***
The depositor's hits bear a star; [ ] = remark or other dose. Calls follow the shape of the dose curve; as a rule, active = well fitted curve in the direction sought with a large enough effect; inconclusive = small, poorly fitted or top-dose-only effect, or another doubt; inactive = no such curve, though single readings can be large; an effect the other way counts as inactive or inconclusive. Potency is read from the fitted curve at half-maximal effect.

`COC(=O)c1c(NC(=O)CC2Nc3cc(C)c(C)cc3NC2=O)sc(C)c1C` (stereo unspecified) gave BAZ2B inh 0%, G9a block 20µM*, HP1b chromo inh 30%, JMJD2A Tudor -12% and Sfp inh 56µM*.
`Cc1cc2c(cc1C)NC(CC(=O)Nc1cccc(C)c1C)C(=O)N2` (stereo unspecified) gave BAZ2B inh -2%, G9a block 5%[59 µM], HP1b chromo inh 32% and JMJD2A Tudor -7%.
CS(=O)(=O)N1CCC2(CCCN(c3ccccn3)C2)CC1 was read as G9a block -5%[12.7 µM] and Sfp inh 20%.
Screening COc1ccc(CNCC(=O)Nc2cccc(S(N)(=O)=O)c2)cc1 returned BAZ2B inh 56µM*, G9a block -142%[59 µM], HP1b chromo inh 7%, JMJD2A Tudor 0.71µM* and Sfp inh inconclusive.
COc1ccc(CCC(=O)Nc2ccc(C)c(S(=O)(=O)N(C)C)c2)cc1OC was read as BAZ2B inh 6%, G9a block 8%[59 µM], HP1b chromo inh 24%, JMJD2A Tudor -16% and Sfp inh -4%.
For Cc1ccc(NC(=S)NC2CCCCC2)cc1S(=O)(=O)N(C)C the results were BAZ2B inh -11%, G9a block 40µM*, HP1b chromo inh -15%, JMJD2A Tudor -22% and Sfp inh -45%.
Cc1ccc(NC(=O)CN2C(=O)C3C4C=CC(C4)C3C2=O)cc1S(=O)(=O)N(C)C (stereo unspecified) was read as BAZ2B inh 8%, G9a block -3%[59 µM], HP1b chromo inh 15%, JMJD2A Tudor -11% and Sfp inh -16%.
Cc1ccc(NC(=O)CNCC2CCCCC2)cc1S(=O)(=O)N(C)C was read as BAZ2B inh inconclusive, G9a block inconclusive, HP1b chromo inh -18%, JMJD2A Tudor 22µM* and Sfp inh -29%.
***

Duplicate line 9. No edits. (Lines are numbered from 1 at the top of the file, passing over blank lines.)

Cc1ccc(NC(=O)CNCC2CCCCC2)cc1S(=O)(=O)N(C)C was read as BAZ2B inh inconclusive, G9a block inconclusive, HP1b chromo inh -18%, JMJD2A Tudor 22µM* and Sfp inh -29%.